Fun With ASICs
Mojy Chian, Richard Cliff, and Jeff Watt have an interesting article at EDN.COM entitled "Achieving First-Time Success at 40 nm," in which they describe how Altera is migrating their FPGA line to the 40 nm process node.
The sidebar gives the percentage of ASIC design starts at various geometries, starting from bigger than 0.5 micron in 2002 to projections of 22 nm in 2011. At that point the engineering cost on a bleeding-edge ASIC project will exceed $100 million, a rather horrifying number.
Projections are always fun, and it's entertaining though dangerous to extrapolate from both current data and other people's projections. So I fit curves, selected somewhat arbitrarily based on "looks like a good match," to the article's data:
The pink line is the process geometry, and the extrapolation looks like a pretty good match to historical data from the last half-dozen years. Between 2002 and 2008 the effect of Moore's Law is simply stunning. No other industry has achieved any similar sort of improvement in anything over such a short period.
After 2014 it's hard to extract much from the graph, but around 2018 this curve predicts features will be about an angstrom across, roughly the size of a single atom. That's absurd, of course, though today gate oxides on some parts are just an astonishing few atoms thick.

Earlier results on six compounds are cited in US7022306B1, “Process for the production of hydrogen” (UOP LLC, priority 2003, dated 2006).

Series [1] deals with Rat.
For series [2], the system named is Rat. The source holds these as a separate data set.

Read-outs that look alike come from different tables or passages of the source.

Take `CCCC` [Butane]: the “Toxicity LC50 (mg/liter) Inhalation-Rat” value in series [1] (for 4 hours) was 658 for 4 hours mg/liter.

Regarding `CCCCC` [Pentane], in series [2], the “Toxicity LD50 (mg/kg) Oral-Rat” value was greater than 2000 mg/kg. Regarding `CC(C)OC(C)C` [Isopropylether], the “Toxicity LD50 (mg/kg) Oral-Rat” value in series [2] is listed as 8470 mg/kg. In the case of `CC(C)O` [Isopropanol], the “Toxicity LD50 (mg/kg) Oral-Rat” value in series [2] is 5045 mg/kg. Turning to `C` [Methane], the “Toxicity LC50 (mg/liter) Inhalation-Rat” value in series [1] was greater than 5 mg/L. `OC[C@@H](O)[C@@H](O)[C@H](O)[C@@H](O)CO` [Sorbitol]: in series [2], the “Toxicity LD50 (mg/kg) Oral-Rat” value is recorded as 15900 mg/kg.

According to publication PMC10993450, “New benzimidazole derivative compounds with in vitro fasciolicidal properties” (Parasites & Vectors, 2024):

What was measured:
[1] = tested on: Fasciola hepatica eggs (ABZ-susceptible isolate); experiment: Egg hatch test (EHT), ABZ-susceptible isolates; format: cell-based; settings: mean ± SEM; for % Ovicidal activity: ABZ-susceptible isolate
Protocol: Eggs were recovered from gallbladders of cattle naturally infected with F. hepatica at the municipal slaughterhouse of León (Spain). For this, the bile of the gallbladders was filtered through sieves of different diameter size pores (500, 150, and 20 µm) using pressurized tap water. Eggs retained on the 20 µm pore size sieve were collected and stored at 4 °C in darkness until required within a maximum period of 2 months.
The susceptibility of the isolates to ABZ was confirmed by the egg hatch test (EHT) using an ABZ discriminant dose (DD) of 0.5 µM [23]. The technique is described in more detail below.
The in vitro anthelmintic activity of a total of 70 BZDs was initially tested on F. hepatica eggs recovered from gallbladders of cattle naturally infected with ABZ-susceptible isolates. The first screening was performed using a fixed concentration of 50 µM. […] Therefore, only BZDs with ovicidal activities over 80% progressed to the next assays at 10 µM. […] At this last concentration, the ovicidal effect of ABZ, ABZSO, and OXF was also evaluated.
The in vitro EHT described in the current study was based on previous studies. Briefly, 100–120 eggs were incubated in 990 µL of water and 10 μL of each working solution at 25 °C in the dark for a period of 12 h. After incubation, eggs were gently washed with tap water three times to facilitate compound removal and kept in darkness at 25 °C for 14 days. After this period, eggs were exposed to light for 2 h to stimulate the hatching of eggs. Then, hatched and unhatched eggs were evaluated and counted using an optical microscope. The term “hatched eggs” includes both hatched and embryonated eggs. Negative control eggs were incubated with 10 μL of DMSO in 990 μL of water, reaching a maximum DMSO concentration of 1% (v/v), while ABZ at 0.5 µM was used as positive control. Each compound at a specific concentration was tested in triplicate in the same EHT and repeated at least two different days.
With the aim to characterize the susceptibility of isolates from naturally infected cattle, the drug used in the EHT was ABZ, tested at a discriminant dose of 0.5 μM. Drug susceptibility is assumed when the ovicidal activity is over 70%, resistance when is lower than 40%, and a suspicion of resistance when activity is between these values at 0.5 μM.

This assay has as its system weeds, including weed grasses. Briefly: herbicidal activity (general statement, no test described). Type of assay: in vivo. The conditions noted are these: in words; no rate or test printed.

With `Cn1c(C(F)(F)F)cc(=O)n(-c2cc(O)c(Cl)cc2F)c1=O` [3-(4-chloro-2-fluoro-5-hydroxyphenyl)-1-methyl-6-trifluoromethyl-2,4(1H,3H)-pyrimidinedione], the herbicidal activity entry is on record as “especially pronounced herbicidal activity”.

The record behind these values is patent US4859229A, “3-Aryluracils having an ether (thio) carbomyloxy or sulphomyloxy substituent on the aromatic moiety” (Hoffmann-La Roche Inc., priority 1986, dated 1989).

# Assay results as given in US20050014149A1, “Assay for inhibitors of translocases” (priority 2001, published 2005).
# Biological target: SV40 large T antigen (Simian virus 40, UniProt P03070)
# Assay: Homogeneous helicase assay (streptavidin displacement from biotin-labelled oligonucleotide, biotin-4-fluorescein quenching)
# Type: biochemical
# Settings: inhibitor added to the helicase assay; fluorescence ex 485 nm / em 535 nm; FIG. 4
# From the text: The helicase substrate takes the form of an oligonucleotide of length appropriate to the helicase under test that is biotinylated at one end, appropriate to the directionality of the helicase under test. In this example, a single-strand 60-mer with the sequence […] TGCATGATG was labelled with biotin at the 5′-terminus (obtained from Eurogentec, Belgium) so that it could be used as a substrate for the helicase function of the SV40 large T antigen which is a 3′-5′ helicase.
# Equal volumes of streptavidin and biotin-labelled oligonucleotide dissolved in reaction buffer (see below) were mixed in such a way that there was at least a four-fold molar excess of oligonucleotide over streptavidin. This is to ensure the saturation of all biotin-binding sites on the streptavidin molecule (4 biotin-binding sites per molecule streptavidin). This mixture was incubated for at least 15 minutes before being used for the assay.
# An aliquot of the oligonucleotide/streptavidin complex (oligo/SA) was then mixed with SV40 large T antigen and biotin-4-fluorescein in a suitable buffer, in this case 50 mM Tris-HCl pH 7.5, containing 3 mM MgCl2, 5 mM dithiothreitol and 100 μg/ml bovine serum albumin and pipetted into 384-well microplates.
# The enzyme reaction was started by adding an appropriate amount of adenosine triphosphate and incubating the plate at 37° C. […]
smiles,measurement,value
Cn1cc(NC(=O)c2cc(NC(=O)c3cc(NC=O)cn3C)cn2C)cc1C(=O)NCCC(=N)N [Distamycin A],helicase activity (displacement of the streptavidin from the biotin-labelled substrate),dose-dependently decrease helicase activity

But clearly something has to happen before we get to that node. It won't be quantum computing because even the optimists figure that's years off. Maybe Moore's Law will finally sputter out. Wags have predicted its demise for years, only to be proven wrong every time.
Around the same time engineering costs would, if these trends persist, reach about a cool billion bucks. As Senator Everett Dirksen reputedly said, "A billion here, a billion there, pretty soon you're talking real money." Few products will tolerate $10E9 NRE costs.
I carried the projection out further. In about 50 years the cost of just one ASIC project will exceed the United State's current GDP.
It'll be a hell of a product, though.
Those these numbers are "projectio ad absurdum." But they do show an approaching moment of inflection where some significant change in high-end semiconductors will be required, a change that's revolutionary rather than additional incremental improvements. Some scaling hard limit surely exists, be it the Planck length or, more likely, at the atomic level. And the atomic level just isn't that many years away.
Jack G. Ganssle is a lecturer and consultant on embedded
development issues. He conducts seminars on embedded systems and helps
companies with their embedded challenges. Contact him at email@example.com. His website is www.ganssle.com.